How do all those guys on CNBC give your recommendations on stocks? How do Mutual Funds or Wealth management companies decide which stocks to invest in? The answer lies in the extremely interesting field of Equity Research.
Broadly, there are two methods of analyzing a stock – one, called the ‘Fundamental’ approach, looks at the economy, industry and the company’s financials, and then arrives at a value. The basic idea here is, the price of a stock should, finally, reflect its actual value.
It often doesn’t. Prices are also driven by herd mentality, fear, greed and demand-supply mismatches. Technical Analysis, the other form of analysis, is based on the principle that past investor behaviour will repeat in the future. It involves pure analysis of the past patterns of stock price movements.
The fundamental approach, is what is referred to as ‘Equity Research’.
The research starts off by looking at the economy – country – the company is in. So, where is India headed? Is the country’s economy growing? If, for example, we’re evaluating an automobile company such as Tata Motors, how is consumer purchasing power?
We’d then move on to the specific Industry. For the auto industry, we’d look at the current and near future interest rate movements, as well as prices of petrol and input costs like steel prices. Why interest rate movements? The automotive sector is what is called ‘Interest rate sensitive’. Higher interest rates means higher cost of loans, and lower consumer demand. Petrol prices also affect consumer demand, and input costs can affect profit margins, if prices aren’t increased. Price increases can again affect consumer demand. Any Government regulations affecting the sector should also be factored in.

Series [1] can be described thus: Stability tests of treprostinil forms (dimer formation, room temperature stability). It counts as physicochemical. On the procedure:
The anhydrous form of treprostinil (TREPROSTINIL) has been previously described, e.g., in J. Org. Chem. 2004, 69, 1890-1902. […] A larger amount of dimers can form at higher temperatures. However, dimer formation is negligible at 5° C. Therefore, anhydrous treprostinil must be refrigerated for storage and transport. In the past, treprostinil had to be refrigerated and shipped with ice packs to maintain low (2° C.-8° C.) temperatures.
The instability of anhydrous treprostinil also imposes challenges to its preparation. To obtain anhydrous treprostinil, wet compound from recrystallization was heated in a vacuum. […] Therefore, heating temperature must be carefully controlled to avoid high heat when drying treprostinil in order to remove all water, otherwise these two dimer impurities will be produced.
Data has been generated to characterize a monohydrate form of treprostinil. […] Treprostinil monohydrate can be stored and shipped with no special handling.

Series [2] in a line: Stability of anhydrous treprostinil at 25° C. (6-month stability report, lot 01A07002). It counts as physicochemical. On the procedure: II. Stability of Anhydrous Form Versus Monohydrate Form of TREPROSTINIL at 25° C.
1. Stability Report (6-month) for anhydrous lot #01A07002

An understanding of the main market players, typical profit margins and industry growth rates is necessary, so you can benchmark this company against its peers.
An Analyst starts off by doing some basic analysis such as calculating ratios using standard templates built in-house, but soon starts specializing in a particular sector such as IT, Healthcare, Auto, etc. We see above that she needs to acquire in-depth knowledge of a particular sector, in order to grow as an Analyst.
It’s a fairly flat structure. You’ll grow quickly to doing the complete analysis of a company, though the final report and recommendation (Buy?/Hold?/Sell?) is done by the head of Analysis for that sector.
Which companies do I join?
Research Analysts can join brokerages, such as India Infoline Ltd (IIFL), Motilal Oswal, Angel Broking, etc. These brokerages have intensive research divisions, so that they can advise their clients.
Global investment houses such as Goldman Sachs, Nomura have their captive research units (KPOs) in India, where Analysts will research not just Indian stocks, but stocks in other markets too. Traders will make decisions, or recommend investments to clients, basis this analysis.
Mutual Funds may have an in-house research division. Large players like HDFC Mutual Fund, Reliance Mutual Fund etc are some names.
Chartered Accountants, with their strong analytical skills plus familiarity with financial statements, are a great fit with this role. It’s also interesting, as you’re constantly learning – and over a period of time, will acquire deep expertise about an entire industry. It’ll help your personal investments, too.
A professional degree like an MBA or CA, is good to have, especially for the higher end KPOs. It is a good idea to enhance your CV with the necessary training and an industry recognised certification. An extremely relevant one is the FLIP-NSE (National Stock Exchange) certification on Equity Research. (http://www.nseindia.com/content/ncfm/ncfm_eq_research.htm)
As always, I hope you found this useful – keep your comments coming in!